Example 7 Compute the big-Oh running time of the following C++ code segment: for (i = 2; i < n; i++) { sum += i; } The number of iterations of a for loop is equal to the top index of the loop minus the bottom index, plus one more instruction to account for the final conditional test. Note: if the for loop terminating condition is i <= n, rather than i < n, then the number of times the conditional test is performed is: ((top_index + 1) – bottom_index) + 1) In this case, we have n = n - 1. The assignment in the loop is executed n - 2 times. So, we have (n - 1) + (n - 2) = (2n - 3) instructions executed = O(n).

Example 8 Consider the sorting algorithm shown below. Find the number of instructions executed and the complexity of this algorithm. 1) for (i = 1; i < n; i++) { 2) SmallPos = i; 3) Smallest = Array[SmallPos]; 4) for (j = i+1; j <= n; j++) 5) if (Array[j] < Smallest) { 6) SmallPos = j; 7) Smallest = Array[SmallPos] } 8) Array[SmallPos] = Array[i]; 9) Array[i] = Smallest; The total computing time is: T(n) = (n) + 4(n-1) + n(n+1)/2 – 1 + 3[n(n-1) / 2] = n + 4n (n2 + n)/2 – 1 + (3n2 - 3n) / 2 = 5n (4n2 - 2n) / 2 = 5n n2 - n = 2n2 + 4n - 5 = O(n2)

A x M = M x A = M, for any n x n matrix M.
Example 9 The following program segment initializes a two-dimensional array A (which has n rows and n columns) to be an n x n identity matrix – that is, a matrix with 1’s on the diagonal and 0’s everywhere else. More formally, if A is an n x n identity matrix, then: A x M = M x A = M, for any n x n matrix M. What is the complexity of this C++ code? 1) cin >> n; // Same as: n = GetInteger(); 2) for (i = 1; i <= n; i ++) 3) for (j = 1; j <= n; j ++) 4) A[i][j] = 0; 5) for (i = 1; i <= n; i ++) 6) A[i][i] = 1;

Example 10 Here is a simple linear search algorithm that returns the index location of a value in an array. /* a is the array of size n we are searching through */ i = 0; while ((i < n) && (x != a[i])) i++; if (i < n) location = i; else location = -1; Average number of lines executed equals: (2n - 1) / n = (2 ( n) - n) / n We know that n = n (n + 1) / 2, so the average number of lines executed is: [2[n(n+1)/2] – n]/n =n =O(n)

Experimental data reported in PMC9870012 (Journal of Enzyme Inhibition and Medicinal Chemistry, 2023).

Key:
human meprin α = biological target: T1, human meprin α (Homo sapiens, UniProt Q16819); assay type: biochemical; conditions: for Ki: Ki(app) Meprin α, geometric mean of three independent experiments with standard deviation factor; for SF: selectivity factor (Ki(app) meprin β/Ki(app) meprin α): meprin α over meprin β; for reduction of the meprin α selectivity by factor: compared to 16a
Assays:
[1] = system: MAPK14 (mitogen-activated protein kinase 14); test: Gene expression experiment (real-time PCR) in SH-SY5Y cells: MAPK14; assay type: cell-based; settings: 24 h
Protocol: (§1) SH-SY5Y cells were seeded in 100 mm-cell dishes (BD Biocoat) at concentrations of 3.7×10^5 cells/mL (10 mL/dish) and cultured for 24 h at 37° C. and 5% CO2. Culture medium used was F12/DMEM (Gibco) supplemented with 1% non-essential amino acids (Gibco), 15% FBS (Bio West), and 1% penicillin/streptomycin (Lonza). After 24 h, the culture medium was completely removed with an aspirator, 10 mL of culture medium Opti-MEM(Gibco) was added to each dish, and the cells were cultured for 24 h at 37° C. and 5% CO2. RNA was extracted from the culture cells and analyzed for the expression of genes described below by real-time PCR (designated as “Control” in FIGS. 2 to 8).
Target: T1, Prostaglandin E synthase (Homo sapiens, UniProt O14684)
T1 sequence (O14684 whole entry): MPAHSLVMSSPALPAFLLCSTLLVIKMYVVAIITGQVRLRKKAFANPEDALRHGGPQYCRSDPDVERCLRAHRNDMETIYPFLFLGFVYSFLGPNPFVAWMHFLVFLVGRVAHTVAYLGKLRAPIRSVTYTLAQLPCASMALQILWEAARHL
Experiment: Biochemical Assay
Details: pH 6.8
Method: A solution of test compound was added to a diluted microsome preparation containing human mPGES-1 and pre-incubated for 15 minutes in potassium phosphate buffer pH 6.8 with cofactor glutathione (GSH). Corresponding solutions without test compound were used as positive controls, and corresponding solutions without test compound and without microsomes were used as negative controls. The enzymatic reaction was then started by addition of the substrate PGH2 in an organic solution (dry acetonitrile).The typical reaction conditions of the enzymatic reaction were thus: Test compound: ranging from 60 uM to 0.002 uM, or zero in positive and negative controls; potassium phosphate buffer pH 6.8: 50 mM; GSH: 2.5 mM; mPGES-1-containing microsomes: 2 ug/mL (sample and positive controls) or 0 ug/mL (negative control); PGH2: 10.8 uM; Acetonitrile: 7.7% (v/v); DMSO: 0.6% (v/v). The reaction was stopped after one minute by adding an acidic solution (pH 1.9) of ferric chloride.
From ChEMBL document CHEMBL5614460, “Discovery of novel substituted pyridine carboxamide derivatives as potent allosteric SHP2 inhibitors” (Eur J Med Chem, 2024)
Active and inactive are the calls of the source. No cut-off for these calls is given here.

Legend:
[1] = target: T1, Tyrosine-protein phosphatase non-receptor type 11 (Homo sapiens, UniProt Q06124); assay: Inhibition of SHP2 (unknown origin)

Analyzing Programs with Non-Recursive Subprogram Calls
While/repeat: add f(n) to the running time for each iteration. We then multiply that time by the number of iterations. For a while loop, we must add one additional f(n) for the final loop test. For loop: if the function call is in the initialization of a for loop, add f(n) to the total running time of the loop. If the function call is the termination condition of the for loop, add f(n) for each iteration. If statement: add f(n) to the running time of the statement. int a, n, x; int bar(int x, int n) { int i; 1) for (i = 1; i < n; i++) 2) x = x + i; 3) return x; } int foo(int x, int n) { int i; 4) for (i = 1; i <= n; i++) 5) x = x + bar(i, n); 6) return x; } void main(void) { 7) n = GetInteger(); 8) a = 0; x = foo(a, n) printf("%d", bar(a, n)) }

Here is the body of a function:
sum = 0; for (i = 1; i <= f(n); i++) sum += i; where f(n) is a function call. Give a big-oh upper bound on this function if the running time of f(n) is O(n), and the value of f(n) is n!:

Classes of Problems 1. Snickers Bar 200 calories 100 grams
2. Diet Coke calorie grams ... 200. Dry Spaghetti calories grams

Problems, Problems, Problems…
Different sets of problems: Intractable/Exponential: Problems requiring exponential time Polynomial: Problems for which sub-linear, linear or polynomial solutions exist NP-Complete: No polynomial solution has been found, although exponential solutions exist NP-Complete? Polynomial Exponential Undecidable

Two Famous Problems Is: (a) ^ (b v c) ^ (~c v ~a) satisfiable?
1. Satisfiability Is: (a) ^ (b v c) ^ (~c v ~a) satisfiable? Is: (a) ^ (b v c) ^ (~c v ~a) ^ (~b) satisfiable? 2. Knapsack n  (ai * vi) = T i = 1

Polynomial Transformation
Informally, if P1 µ P2, then we can think of a solution to P1 being obtained from a solution to P2 in polynomial time. The code below gives some idea of what is implied when we say P1 µ P2: Convert_To_P2 p1 = ... /* Takes an instance of p1 and converts it to an instance of P2 in polynomial time. */ Solve_P2 p2 = ... /* Solves problem P2 */ Solve_P1 p1 = Solve_P2(Convert_To_P2 p1);

Given the above definition of a transformation, these theorems should not be very surprising:
If P 1 µ P 2 then P 2 Î P ® P 1 Î P If P 1 µ P 2 then P 2 Ï P ® P 1 Ï P These theorems suggest a technique for proving that a given problem P is NP-complete. To Prove P Î NP: 1) Find a known NP-complete problem PNP 2) Find a transformation such that PNP µ P 3) Prove that the transformation is polynomial.

The meaning of NP-Completeness
A Statement of a Problem: P Î NP, P µ SAT Solving a problem means finding one algorithm that will solve all instances of the problem.